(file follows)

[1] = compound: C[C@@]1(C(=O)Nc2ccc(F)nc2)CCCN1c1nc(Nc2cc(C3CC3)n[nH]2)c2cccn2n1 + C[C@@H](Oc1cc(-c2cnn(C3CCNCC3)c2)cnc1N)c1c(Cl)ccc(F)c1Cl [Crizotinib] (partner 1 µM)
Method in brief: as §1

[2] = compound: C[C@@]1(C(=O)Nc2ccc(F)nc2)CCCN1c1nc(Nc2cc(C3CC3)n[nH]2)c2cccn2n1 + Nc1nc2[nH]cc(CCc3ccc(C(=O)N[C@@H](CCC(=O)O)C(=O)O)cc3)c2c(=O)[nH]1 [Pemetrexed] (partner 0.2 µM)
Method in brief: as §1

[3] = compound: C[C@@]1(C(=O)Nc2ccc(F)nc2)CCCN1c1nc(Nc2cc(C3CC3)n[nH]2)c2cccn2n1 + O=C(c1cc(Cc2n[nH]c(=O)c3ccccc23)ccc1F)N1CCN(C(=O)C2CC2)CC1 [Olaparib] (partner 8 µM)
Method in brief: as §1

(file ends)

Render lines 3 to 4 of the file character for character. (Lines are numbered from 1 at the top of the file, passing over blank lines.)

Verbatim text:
[2] = compound: C[C@@]1(C(=O)Nc2ccc(F)nc2)CCCN1c1nc(Nc2cc(C3CC3)n[nH]2)c2cccn2n1 + Nc1nc2[nH]cc(CCc3ccc(C(=O)N[C@@H](CCC(=O)O)C(=O)O)cc3)c2c(=O)[nH]1 [Pemetrexed] (partner 0.2 µM)
Method in brief: as §1